The Alternative:  You can hire a lawyer to help you with your violation of copyright laws.  The copyright owner and lawyer will be very  thankful for your money. 

The photo permission and attribution test

Just because you see a photo on the Internet, it doesn’t mean you can use it. Almost all work on the Internet is covered by copyright laws. If you are publishing or writing on a blog or website, the burden of responsibility is yours!  Proceed with caution.

1.  Did I create the image?  Yes!  You simply credit yourself.
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2.  Did I create the image?  No!  You will need to determine if the photo is available to use on your website, obtain permission from the copyright owner, and use the proper attributions associated with the image.

If the image is cover under copyright law, then you must contact the owner of the image.  If the image is considered in the Public Domain, copyright longer applies, cite the image is covered under Public Domain.  If the images is covered under Creative Common licenses, make sure you can use the photo, as there are several version of usage.

3.  How do I give credit and proper attribution?

Example if you are the creator of an image or other body of work:
Photo by Jannet Walsh, ©2016 Jannet Walsh.  All Rights Reserved.

Example if you are  NOT the creator of an image or other body of work:
Free photo from – This photo of a dog is by Yamon Figurs from,  licensed under Creative Commons  Zero. 
Note:  List the name of photographer, permission to use image or work and all required details for usage.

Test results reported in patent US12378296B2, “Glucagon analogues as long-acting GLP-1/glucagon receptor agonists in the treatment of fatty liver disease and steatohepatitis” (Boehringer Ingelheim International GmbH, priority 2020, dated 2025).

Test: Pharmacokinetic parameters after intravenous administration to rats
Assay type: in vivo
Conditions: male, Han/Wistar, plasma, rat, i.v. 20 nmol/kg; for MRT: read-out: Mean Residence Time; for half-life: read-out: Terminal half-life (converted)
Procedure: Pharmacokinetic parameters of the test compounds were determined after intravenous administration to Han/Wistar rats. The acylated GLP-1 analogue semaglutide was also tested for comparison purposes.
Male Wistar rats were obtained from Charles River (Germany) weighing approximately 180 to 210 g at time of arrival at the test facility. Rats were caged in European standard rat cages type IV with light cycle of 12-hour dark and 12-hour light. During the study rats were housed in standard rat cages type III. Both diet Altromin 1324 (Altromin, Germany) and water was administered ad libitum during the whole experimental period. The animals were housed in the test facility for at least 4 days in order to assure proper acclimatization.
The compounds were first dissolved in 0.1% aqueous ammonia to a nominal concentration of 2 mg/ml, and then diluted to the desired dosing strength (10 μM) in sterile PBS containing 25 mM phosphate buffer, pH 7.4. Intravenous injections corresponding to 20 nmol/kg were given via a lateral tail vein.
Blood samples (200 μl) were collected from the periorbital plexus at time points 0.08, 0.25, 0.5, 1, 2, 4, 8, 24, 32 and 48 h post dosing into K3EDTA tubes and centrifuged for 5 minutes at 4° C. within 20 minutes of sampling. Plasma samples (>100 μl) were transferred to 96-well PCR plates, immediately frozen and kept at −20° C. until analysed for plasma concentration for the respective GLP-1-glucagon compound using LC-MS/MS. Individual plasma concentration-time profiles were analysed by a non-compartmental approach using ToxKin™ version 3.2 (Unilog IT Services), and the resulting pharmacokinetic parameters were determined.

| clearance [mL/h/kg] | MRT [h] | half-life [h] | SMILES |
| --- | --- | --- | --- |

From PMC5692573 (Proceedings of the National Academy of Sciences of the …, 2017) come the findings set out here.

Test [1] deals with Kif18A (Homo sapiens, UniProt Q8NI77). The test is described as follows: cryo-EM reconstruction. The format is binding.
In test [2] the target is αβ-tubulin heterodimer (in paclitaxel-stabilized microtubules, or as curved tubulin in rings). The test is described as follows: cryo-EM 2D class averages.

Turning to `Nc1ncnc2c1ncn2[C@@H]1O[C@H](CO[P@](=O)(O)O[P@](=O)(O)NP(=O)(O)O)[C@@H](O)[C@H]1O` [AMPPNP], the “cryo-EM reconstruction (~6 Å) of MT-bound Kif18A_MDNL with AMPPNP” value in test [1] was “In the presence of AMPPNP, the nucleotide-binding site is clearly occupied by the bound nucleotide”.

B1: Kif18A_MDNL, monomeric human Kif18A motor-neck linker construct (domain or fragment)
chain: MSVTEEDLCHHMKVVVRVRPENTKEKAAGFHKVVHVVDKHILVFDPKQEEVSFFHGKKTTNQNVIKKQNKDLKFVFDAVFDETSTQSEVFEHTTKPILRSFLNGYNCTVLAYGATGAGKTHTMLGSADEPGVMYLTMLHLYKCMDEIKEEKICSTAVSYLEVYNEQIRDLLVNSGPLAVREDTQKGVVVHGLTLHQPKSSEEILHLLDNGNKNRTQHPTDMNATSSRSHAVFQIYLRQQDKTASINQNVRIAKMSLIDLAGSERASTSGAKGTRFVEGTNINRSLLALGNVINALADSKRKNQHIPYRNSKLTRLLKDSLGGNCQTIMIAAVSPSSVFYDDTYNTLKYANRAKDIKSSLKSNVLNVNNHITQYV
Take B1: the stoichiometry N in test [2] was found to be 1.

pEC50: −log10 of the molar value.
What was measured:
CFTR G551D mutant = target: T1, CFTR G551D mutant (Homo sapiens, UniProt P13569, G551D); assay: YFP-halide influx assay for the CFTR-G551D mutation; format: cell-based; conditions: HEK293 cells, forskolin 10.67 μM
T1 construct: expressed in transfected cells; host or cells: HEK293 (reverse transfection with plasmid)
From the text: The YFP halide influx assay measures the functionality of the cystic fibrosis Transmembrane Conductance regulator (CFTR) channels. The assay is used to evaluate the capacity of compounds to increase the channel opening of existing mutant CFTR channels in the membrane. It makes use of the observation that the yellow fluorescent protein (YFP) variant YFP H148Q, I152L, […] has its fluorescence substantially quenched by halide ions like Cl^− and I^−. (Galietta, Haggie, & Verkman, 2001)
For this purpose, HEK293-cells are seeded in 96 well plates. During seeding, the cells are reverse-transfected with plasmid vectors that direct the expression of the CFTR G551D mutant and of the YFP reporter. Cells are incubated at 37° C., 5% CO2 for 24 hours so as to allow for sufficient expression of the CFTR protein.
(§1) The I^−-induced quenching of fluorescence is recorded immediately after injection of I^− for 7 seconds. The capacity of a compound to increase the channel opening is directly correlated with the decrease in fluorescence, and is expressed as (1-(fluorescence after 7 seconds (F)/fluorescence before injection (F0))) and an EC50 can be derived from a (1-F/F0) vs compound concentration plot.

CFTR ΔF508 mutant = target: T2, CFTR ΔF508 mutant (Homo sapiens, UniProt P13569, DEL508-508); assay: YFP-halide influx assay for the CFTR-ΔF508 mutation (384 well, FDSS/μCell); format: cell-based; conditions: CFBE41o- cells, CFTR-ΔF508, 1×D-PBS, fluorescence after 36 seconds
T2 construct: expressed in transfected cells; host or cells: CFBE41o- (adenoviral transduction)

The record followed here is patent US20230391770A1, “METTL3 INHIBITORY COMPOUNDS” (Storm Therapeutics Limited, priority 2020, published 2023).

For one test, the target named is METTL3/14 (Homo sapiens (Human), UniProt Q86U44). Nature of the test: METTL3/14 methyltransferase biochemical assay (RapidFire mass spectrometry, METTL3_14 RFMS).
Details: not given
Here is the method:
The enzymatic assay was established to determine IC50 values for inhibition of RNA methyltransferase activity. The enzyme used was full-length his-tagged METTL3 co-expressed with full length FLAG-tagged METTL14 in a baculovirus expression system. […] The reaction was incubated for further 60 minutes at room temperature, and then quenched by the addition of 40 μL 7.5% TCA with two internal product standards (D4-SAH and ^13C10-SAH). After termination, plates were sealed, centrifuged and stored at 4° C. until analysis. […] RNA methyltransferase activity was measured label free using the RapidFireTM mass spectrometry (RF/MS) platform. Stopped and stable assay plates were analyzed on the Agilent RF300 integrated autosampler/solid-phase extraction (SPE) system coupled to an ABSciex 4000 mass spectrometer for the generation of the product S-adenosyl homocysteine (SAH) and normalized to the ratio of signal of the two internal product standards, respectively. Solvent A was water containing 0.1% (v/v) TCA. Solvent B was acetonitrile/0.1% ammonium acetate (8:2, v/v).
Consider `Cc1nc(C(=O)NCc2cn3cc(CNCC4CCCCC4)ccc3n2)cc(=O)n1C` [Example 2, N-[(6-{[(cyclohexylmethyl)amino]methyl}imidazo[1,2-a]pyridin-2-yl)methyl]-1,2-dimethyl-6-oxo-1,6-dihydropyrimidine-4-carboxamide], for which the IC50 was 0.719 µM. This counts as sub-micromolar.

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Visit the Daily Post from WordPress to see examples.

4.  Searching google for images that are creative commons on a topic, like Civil Rights
If you are searching for photos to use on your website that you will have permission to use, such as Public Domain or Creative Commons, go to a search engine, like Google.  Use key words such as Civil Rights, Public Domain, creative commons, Martin Luther King Jr. and more.  Look at each photo to make sure you can use the image.  If it’s say it’s copyrighted  material, you will need permission.  If it’s public Public Domain or Creative Commons, depending on the particular license, you are free to use.  Some of the  Creative Commons licenses only allow use for non commercial use and other restrictions.

See also the list of Free Media Resources listed below.

5.  What if you want to use a photo, audio and video that you didn’t create?
There are many sources for free content that can be used on your blog.

Learn more about free images available for use in your WordPress website.

Free Media Resources

Unsplash  – All photos published on Unsplash are licensed under Creative Commons Zero meaning you can copy, modify, distribute and use the photos for free, including commercial purposes, without asking permission from or providing attribution of the photographer or Unsplash.  

Dog Photo by Yamon FigursFree photo from – This photo of a dog is by Yamon Figurs from,  licensed under Creative Commons Zero.  Unsplash does not require crediting the photographer, but is a good practice to give proper credit to the photographer, location you found the image, and the license for usage.  See more photos by Figurs at Unsplash.

More Free Media Resources – Photos, videos, audio and more

The Internet Archive
Creative Commons Search
Flickr Commons
Wikimedia Commons
Project Gutenberg
Google Image Search
Uploading and Citing Media